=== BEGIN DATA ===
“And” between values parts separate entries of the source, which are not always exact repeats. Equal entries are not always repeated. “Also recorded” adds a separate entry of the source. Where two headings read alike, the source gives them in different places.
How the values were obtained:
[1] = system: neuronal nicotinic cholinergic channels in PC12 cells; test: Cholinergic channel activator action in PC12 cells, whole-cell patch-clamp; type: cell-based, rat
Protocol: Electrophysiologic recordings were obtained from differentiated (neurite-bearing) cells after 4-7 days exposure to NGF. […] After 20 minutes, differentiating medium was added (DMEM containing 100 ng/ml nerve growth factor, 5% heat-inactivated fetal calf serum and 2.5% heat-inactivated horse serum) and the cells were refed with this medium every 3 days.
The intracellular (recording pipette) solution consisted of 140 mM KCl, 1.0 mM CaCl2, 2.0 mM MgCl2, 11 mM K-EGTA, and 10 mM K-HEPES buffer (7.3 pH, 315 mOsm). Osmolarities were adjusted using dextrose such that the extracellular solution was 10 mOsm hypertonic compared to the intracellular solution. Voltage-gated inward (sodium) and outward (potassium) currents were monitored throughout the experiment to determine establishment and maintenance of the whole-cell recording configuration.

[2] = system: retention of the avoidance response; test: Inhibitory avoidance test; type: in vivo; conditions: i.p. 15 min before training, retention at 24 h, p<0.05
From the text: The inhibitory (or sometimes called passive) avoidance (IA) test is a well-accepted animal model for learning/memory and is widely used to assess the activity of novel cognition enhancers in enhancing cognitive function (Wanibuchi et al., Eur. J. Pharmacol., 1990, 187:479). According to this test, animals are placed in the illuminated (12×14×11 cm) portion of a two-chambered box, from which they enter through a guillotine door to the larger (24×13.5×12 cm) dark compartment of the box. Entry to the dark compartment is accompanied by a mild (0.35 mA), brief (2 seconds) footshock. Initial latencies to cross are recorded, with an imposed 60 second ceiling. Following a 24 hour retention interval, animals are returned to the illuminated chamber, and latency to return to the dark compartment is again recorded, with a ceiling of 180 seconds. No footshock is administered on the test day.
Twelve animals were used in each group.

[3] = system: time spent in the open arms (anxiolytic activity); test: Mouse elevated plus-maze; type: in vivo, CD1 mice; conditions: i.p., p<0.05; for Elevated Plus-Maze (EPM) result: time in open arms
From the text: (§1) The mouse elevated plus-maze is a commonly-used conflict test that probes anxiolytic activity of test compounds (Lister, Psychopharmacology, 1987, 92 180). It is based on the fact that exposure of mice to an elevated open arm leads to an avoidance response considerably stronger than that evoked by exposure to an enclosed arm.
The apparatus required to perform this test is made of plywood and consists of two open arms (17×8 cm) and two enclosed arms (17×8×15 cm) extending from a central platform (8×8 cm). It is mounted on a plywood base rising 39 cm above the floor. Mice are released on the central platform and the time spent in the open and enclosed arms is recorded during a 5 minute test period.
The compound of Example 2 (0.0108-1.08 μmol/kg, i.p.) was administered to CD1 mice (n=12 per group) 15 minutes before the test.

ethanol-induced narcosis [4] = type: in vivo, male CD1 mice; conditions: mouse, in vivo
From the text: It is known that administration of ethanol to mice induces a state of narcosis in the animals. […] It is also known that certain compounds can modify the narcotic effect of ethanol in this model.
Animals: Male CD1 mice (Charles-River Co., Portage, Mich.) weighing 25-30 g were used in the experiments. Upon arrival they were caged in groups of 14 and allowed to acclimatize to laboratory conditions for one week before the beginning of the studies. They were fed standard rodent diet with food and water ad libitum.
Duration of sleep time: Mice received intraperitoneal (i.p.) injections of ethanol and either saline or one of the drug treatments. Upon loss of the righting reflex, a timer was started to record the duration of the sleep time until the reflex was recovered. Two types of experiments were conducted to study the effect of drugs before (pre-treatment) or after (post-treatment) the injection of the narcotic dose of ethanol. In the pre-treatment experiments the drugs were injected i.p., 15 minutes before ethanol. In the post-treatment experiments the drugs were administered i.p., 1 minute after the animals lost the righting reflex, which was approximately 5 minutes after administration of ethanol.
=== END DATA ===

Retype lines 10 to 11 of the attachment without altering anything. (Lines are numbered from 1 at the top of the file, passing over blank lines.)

From the text: (§1) The mouse elevated plus-maze is a commonly-used conflict test that probes anxiolytic activity of test compounds (Lister, Psychopharmacology, 1987, 92 180). It is based on the fact that exposure of mice to an elevated open arm leads to an avoidance response considerably stronger than that evoked by exposure to an enclosed arm.
The apparatus required to perform this test is made of plywood and consists of two open arms (17×8 cm) and two enclosed arms (17×8×15 cm) extending from a central platform (8×8 cm). It is mounted on a plywood base rising 39 cm above the floor. Mice are released on the central platform and the time spent in the open and enclosed arms is recorded during a 5 minute test period.